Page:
St Hilda: Mercy towards her neighbour, Orthodox faith and love towards God

TODAY is the feast day of St Hilda (+680), Abbess of Whitby in north east England.

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FOR the earth shall be filled with the knowledge of the glory of the Lord; it shall cover them as water.

Habakkuk 2:14

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THOU hast acquired mercy towards thy neighbour, and Orthodox faith and love towards God, O God-blessed, honored St Hilda; therefore the spiritual grace of God rested upon thee, O holy mother; wherefore we implore thee that by thy prayers those who bless thee may be preserved in the faith.

General Menaion, Office for a Nun.

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Whitby Abbey from across the River Esk. © Steve Fareham, Geograph. Licensed for reuse.

Whitby Abbey from across the River Esk. © Steve Fareham, Geograph. Licensed for reuse.

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From today’s liturgy. Source.

O THOU my strength, O Lord, O thou my power also; O thou my God, O thou my joy: When thou visitedst our poverty, thou didst not leave the Fatherly bosom. Therefore with the prophet Habakkuk I cry to thee, Glory to thy power, thou lover of men.

Theotokion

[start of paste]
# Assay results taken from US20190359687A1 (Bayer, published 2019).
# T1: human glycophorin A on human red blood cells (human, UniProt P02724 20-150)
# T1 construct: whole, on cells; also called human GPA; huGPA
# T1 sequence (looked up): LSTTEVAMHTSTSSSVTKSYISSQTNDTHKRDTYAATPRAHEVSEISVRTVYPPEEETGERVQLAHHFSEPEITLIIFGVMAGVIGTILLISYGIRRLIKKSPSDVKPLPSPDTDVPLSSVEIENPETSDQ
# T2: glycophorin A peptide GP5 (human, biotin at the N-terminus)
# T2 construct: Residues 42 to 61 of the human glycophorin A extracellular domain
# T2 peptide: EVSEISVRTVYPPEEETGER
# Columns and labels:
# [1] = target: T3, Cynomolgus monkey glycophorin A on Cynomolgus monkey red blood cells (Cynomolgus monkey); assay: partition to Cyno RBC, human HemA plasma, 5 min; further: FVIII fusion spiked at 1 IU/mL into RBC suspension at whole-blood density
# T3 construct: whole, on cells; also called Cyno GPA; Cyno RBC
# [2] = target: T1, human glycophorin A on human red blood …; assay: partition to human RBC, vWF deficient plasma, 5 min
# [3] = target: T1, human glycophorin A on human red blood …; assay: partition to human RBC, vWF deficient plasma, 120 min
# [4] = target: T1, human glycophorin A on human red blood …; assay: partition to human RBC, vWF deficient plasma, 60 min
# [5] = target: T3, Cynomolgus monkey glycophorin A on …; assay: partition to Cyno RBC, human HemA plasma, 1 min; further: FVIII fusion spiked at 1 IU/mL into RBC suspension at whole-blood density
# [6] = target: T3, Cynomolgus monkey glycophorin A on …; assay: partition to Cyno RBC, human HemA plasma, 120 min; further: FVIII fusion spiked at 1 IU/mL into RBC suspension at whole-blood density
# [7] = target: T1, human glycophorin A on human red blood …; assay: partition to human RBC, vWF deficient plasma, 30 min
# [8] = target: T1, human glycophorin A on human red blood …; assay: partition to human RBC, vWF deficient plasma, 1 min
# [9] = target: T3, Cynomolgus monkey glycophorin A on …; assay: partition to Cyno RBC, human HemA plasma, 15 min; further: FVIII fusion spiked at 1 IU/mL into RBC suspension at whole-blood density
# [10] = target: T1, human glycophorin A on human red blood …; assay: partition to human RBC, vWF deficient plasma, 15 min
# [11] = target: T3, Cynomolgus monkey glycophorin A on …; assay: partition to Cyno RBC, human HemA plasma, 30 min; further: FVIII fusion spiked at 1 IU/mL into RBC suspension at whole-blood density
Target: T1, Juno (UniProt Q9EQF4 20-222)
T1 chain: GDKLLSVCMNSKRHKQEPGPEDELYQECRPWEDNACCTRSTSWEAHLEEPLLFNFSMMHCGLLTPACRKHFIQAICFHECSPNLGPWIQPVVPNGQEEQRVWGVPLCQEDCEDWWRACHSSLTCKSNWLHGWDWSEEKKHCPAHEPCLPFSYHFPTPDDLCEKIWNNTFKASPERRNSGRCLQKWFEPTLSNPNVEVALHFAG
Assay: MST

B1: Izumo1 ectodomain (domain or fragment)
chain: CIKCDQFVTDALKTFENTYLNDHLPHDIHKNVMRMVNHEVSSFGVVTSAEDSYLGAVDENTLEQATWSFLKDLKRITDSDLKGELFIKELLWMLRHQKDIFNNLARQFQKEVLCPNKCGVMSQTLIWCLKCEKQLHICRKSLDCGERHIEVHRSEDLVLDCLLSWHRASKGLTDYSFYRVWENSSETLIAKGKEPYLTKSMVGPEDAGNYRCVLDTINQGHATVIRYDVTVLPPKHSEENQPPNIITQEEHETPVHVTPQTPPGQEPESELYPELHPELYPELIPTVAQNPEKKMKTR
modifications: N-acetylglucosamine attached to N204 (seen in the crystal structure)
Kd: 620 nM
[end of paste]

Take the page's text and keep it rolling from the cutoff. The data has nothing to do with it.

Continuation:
THOU didst receive the Archangel’s message, and wast made a throne of Cherubim, and in thine embrace, O Theotokos, thou didst bear the hope of our souls.

Or this Cross-Theotokion.
To the melody, ‘On the third day, O Christ &c.

WHEN she that bare thee, O Christ, saw thee crucified, she cried out: What is this strange thing I see, my son? How canst thou die hanging in thy flesh upon a tree, thou who givest life?

As often happens, the melody set for this hymn answers the question placed on the Virgin’s lips. Ingenious.

ON the third day, O Christ, thou didst arise from the grave, as it was written, raising up our forefather together with thee; therefore the race of men glorifieth thee, and in hymns it singeth the praises of thy resurrection.

Vespers for Friday in Renewal Week. Source.

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2 thoughts on “St Hilda: Mercy towards her neighbour, Orthodox faith and love towards God

  1. We are lucky to have lots of ancient places like that. It’s a pity they have been ruined by such as Henry VIII, though I suppose it adds to the mystique. A tongue-in-cheek Jane Austen drily said,

    The Crimes & Cruelties of this Prince, were too numerous to be mentioned, (as this history I trust has fully shewn;) & nothing can be said in his vindication, but that his abolishing Religious Houses & leaving them to the ruinous depredations of time has been of infinite use to the landscape of England in general, which probably was a principal motive for his doing it, since otherwise why should a Man who was of no Religion himself be at so much trouble to abolish one which had for ages been established in the Kingdom.

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